Further, this God spoken of in both singular and plural terms. Warfield cites four passages (1 Thess 3:11; 5:23; 2 Thess 2:16; 3:16) in which the pronoun “himself” (autos) is employed and determines that “the autos is to be construed with the whole subject”—“God” and “Lord.” Both the plurality and the unity are maintained as God is referred to as “our Lord Jesus Christ and God our Father Himself.”16
All this is to say that God the Father and the Lord Jesus Christ are essentially one yet personally distinct, and each worthy objects of prayer. Thus, Trinitarianism is embedded in the very language of the earliest of Christian slogans. It is not formally taught in the pages of the New Testament as much as it is presupposed everywhere. It was the very natural and universal mode of reference to him, and the language reflects a doctrine that was common property to Christians everywhere, a firmly established understanding of the being of God.
Warfield finds further evidence of this “presupposed” Trinitarianism in 1 Corinthians 8:4-6.
Therefore, as to the eating of food offered to idols, we know that “an idol has no real existence,” and that “there is no God but one.” For although there may be so-called gods in heaven or on earth—as indeed there are many “gods” and many “lords”—yet for us there is one God, the Father, from whom are all things and for whom we exist, and one Lord, Jesus Christ, through whom are all things and through whom we exist.
Paul’s argument here, Warfield points out, rests on a firm assertion of monotheism: “there is no God but one” (v. 4) This thought governs Paul’s whole argument: there is only one God. False gods and lords are many (v. 5), but only one God. But Paul reaffirms this statement of monotheism in language that reflects a settled Trinitarian understanding of God: “yet for us there is one God, the Father … and there is but one Lord, Jesus Christ” (v. 6). Two are mentioned, but his point in it is to refute pagan polytheism: “there is but one God—the Father and the Lord Jesus Christ. This is the only God who exists.” Paul could hardly be understood as saying that these two Gods demonstrate that there is only one God. His point, clearly, is that these two who are God, are one God, the only God who is.17 Again, the language reflects a firmly established Trinitarian understanding that was shared by the original Christians.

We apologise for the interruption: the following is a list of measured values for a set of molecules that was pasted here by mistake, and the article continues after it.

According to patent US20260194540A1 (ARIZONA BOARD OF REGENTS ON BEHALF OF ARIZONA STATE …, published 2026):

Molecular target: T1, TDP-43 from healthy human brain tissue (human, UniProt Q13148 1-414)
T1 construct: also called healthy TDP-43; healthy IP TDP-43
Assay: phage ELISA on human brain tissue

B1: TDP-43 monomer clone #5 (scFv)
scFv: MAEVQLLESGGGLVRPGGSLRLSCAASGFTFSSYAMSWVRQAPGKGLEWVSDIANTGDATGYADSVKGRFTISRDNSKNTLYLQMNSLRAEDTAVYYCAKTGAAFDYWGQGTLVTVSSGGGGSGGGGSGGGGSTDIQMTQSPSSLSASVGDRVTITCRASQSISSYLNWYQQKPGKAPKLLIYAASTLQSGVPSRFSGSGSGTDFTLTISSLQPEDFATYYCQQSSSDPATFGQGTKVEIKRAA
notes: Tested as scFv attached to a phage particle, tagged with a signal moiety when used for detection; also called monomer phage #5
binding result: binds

Warfield also surveys the implicit Trinitarianism in the Gospel of John and in particular the upper room discourse, where the distinction of Persons within the unity of God is on display.18 But it is in the Great Commission (Matt 28:19) Warfield finds “the nearest approach to a formal announcement of the doctrine of the Trinity which is recorded from our Lord’s lips, or, perhaps we may say, which is to be found in the whole compass of the New Testament.” This refers to this as the church’s “guiding principle” in developing a careful statement of the Trinity. Here the Lord Jesus does not speak of “the names” (plural), as though the three were entirely separate beings. Nor does he speak of “the name of the Father, Son, and Holy Spirit,” as though these were three designations of the same person.
With stately impressiveness it asserts the unity of the three by combining them all within the bounds of the single Name; and then throws up into emphasis the distinctness of each by introducing them in turn with the repeated article: ‘In the name of the Father, and of the Son, and of the Holy Ghost.’
There is distinction, but distinction within unity. Moreover, the expression “the name,” in Jewish contexts, was understood clearly as reference to God.